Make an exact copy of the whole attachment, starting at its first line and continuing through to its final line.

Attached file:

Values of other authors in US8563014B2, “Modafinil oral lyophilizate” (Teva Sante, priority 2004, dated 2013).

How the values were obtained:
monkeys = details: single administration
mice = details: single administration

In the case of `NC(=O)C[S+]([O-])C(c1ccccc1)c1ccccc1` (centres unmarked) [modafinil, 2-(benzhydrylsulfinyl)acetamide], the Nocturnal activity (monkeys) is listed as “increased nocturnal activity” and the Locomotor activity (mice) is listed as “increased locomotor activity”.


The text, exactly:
Values of other authors in US8563014B2, “Modafinil oral lyophilizate” (Teva Sante, priority 2004, dated 2013).

How the values were obtained:
monkeys = details: single administration
mice = details: single administration

In the case of `NC(=O)C[S+]([O-])C(c1ccccc1)c1ccccc1` (centres unmarked) [modafinil, 2-(benzhydrylsulfinyl)acetamide], the Nocturnal activity (monkeys) is listed as “increased nocturnal activity” and the Locomotor activity (mice) is listed as “increased locomotor activity”.